Avigilon Financials and 2014 Future PlansBy John Honovich, Published Mar 05, 2014, 12:00am EST
Avigilon's 2013 financial report and investor conference call gave insights into their current performance and future plans including timetable for VideoIQ integration, areas of expansion and why Avigilon's CEO believe Axis sells 'just widgets'.
In this note, we dig into the details.
2013 Financials Overview
Avigilon finished 2013 with $178 million revenue, up 78% from the $100 million in 2012. For Q4 2014, revenue was up 71%, a slower pace than their Q3 revenue doubling, but still dramatically higher than the industry average (and Axis' current pace).
[Reference: Avigilon Q4 2013 report and investor's call audio recording.]
Net income was up significantly to 12% in 2013, bringing it into profitability levels of establish market leaders, countering a historical concern / criticism of Avigilon.
Gross margins were also up to 58% in Q4 2013 though the company noted that currency fluctuations helped drive this.
Revenue increases were fairly even across the world:
Avigilon added 200 employees in 2013:
Avigilon projected that growth would be similar in 2014, targeting a 'rough doubling'. Even at the same rate of 2013, that would imply about 800 total employees at year end.
They also noted a focus on Asia Pacific and Latin America for sales expansion in 2014.
Additionally, more business development people are planned, including the federal government, finance / banking and energy.
Sales / Marketing and R&D Expenses
While selling expense paced revenue growth, marketing expenses rose only modestly.
By contrast, marketing expenses roughly doubled in 2012, so this is a notable deceleration in expansion.
While R&D expenses paced revenue growth, compared to sales and marketing, R&D is dramatically lower:
Contrast to Axis, whose R&D expenses are only slightly less than sales and marketing. On the other hand, given Avigilon's results, perhaps Axis should increase their distribution of expenses.
That noted, under $10 million in R&D spending is incredibly low for company with their revenue level and now range of products (from cameras to recorders to analytics and access control).
No Price Pressure / Low Cost Companies Are Partners
Avigilon CEO answered a question about the potential threats of Chinese companies, emphasizing that they are 'not feeling any price pressure at this time' and that they actually partner with a lot of them for their low cost cameras.
Future of VideoIQ
Avigilon says that it will take 6 to 9 months for VideoIQ to be integrated into their VMS and until 2015 for their analytics to be integrated into Avigilon cameras. Given that, especially the time for VMS integration, this will limit the value of using VideoIQ with Avigilon until it is completed. On the other hand, once Avigilon integrates VideoIQ analytics into their cameras, they will have a very compelling smart camera offering. It will be interesting to see what major competitors like Axis do in the meantime to combat this.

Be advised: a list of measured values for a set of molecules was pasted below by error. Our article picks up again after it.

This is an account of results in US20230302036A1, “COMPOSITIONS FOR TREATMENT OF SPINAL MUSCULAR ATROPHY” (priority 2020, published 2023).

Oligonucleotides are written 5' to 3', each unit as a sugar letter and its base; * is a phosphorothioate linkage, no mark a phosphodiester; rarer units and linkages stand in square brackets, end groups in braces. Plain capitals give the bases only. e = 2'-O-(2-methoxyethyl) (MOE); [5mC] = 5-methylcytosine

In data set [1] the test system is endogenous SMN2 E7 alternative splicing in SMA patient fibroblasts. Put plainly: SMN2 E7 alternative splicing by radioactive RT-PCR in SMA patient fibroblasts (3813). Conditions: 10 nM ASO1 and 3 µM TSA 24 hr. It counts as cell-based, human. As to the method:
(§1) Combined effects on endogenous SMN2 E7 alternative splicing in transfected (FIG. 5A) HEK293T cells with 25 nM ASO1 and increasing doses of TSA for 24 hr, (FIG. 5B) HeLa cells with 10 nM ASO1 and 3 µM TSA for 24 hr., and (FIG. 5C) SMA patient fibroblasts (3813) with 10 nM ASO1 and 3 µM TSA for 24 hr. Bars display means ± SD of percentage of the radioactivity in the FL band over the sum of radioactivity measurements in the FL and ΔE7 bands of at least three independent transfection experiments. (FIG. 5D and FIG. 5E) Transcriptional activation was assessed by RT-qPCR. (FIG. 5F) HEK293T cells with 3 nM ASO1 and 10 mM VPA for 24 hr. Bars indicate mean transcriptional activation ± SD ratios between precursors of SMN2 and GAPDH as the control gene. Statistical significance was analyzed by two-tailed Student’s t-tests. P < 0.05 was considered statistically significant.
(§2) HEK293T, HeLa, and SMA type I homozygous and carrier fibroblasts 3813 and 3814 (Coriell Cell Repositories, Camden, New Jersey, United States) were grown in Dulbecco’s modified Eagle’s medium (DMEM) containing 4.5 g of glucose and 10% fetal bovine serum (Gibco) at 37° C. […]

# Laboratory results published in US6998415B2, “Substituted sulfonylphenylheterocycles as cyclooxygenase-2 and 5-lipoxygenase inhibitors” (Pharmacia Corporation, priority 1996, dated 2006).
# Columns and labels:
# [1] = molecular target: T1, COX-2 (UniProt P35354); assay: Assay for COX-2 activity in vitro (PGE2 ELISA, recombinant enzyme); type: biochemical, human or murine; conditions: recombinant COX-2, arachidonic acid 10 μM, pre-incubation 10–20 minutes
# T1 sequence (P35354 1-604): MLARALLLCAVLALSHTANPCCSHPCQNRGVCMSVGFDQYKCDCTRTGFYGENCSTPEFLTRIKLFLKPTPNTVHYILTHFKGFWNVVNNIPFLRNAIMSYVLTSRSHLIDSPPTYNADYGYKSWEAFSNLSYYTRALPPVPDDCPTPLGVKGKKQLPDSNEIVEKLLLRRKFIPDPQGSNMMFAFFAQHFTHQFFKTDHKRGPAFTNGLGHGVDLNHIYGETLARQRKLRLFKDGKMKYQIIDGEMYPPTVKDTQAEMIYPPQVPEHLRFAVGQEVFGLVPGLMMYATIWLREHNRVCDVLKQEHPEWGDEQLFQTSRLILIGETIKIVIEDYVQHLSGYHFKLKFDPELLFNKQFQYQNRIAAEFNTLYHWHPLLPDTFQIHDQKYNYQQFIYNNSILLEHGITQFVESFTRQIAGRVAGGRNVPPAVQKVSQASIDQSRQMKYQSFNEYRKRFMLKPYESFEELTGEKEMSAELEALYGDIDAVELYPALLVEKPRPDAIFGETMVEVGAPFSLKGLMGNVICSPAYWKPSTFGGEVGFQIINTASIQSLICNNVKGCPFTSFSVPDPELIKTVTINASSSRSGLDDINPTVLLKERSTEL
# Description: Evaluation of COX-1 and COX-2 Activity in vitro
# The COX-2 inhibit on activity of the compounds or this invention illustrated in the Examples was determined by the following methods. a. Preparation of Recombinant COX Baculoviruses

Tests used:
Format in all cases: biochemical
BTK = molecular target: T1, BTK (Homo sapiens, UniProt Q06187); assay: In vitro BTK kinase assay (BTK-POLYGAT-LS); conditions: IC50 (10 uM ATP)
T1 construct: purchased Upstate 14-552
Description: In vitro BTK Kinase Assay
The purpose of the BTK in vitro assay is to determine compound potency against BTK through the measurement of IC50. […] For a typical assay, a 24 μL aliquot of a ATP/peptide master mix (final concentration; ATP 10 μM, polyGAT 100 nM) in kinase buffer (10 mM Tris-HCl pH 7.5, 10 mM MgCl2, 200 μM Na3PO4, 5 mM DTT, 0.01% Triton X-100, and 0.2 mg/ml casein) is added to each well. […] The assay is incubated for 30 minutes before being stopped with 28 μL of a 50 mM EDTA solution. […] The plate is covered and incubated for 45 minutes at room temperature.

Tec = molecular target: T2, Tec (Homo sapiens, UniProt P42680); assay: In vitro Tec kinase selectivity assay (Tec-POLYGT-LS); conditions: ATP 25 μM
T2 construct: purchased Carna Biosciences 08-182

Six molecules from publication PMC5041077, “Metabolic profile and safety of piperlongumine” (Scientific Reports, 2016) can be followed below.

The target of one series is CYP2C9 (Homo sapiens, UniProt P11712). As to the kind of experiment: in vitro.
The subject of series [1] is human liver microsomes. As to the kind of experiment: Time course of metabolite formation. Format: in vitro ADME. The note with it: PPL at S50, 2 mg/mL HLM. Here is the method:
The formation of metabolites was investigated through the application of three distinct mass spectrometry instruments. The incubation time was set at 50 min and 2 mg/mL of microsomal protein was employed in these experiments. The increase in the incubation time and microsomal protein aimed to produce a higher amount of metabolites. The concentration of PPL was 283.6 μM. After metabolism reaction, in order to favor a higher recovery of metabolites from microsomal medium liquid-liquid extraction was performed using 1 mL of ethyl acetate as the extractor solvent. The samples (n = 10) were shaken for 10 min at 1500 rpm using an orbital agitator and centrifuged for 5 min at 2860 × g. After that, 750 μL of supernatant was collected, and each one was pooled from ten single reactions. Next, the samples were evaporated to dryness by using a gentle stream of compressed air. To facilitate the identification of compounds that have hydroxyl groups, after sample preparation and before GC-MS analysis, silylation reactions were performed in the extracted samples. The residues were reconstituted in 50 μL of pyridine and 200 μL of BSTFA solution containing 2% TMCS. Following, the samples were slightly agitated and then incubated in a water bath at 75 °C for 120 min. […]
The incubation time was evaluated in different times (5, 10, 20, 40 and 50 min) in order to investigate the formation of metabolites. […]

RedCloud Still Losing Money
RedCloud is coming along, available, but not integrated into ACC yet.
In the 7 months since the acquisition, revenue was only $795,000 CAD and the net loss was nearly $2 million. With Avigilon's sales efforts ramping up this year, that will certainly change significantly.
Avigilon suggested major acquisitions in 2014 were unlikely but that they would continue to look for intellectual property or pieces of technology to complement their business, naming independently developed access control or analytics functions as two areas of potential.
Axis 'Just Widgets'
When asked about Axis increased Q4 2013 inventory, Avigilon CEO's emphasized the same points in his 'win lose' presentation - that Axis is more of a commodity and 'just widgets' compared to their 'solutions.'
On the other hand, Axis broad range of cameras, especially their higher end P and Q series, are far more sophisticated 'widgets' than Avigilon cameras, a key driver for enterprise customers that Avigilon targets for expansion.
Besides trumpeting its 'secret sauce' HDSM 'technology', Avigilon's growth strategy emphasized the potential of bringing together Avigilon video, Red Cloud EAC and VideoIQ analytics into one:
"Once we complete our plans for these technologies [VideoIQ / RedCloud], as discussed below, our system will provide end-users with the ability to combine and control both video surveillance and access control from one system, while allowing the system to proactively identify alert conditions through video analytics. We believe that there are no competitive systems in the market that can do all three functions collectively."
While many competitors can integrate 3rd party components from each of these areas, there are few, if any, who have these all in house at a high quality level. To that end, if Avigilon can successfully bring this together, it will provide a strong differentiator for the company.
On the other hand, one of the reasons this is so rare is that it is so hard to do from an engineering perspective, especially for manufacturers serving enterprise customers with niche, complex requirements.
If Avigilon can successfully add 300+ employees, integrate 2 new product categories, and develop new products on all sides, it will be very impressive but there is clear risk of taking on too much.
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